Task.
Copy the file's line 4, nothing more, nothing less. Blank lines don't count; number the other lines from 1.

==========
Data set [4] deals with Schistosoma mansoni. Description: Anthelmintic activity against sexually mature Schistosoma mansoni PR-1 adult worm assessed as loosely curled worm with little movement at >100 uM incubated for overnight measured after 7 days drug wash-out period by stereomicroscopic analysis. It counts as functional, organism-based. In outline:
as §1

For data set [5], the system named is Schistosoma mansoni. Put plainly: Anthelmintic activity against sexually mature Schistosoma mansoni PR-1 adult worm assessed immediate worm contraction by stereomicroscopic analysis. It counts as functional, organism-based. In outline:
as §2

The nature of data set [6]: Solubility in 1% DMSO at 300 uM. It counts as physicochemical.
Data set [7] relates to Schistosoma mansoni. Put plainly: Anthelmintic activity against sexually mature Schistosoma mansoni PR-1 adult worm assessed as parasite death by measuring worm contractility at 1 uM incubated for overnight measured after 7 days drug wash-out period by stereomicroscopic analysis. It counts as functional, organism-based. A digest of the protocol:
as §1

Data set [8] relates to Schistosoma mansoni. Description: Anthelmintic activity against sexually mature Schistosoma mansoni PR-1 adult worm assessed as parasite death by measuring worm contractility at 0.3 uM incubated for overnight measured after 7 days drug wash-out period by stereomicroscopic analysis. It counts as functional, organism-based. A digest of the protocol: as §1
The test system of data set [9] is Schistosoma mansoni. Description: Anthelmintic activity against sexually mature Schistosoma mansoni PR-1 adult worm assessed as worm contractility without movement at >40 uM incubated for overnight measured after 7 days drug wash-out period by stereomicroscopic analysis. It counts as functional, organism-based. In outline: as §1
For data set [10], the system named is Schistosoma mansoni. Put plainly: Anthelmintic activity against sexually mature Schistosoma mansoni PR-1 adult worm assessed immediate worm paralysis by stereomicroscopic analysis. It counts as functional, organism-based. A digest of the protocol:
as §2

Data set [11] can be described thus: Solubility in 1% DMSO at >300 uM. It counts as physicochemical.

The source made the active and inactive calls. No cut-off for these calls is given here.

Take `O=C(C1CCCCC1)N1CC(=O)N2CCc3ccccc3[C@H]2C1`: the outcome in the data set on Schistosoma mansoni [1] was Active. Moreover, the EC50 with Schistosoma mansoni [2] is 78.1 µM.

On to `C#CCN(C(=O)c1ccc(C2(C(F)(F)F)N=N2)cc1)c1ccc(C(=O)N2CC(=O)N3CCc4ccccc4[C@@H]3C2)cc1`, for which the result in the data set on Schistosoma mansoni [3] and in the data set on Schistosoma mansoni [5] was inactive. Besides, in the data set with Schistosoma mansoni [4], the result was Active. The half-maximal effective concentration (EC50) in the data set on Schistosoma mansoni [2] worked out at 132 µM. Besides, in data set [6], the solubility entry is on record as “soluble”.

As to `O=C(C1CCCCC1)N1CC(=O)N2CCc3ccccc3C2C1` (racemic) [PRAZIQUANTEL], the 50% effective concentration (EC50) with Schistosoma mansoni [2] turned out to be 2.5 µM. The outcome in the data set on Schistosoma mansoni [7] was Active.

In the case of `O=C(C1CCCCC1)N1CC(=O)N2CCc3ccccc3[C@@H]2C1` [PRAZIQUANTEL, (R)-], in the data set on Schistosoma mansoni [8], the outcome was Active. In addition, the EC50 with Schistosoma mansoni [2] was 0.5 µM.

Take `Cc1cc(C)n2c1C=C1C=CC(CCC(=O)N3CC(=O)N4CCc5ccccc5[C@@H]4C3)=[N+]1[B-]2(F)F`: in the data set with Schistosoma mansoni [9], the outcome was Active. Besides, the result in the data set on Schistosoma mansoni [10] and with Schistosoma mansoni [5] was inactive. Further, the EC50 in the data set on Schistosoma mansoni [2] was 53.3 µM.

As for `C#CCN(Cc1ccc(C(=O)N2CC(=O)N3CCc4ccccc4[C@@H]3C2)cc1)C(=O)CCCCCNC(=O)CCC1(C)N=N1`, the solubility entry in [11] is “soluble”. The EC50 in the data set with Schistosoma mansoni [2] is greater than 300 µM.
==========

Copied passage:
as §2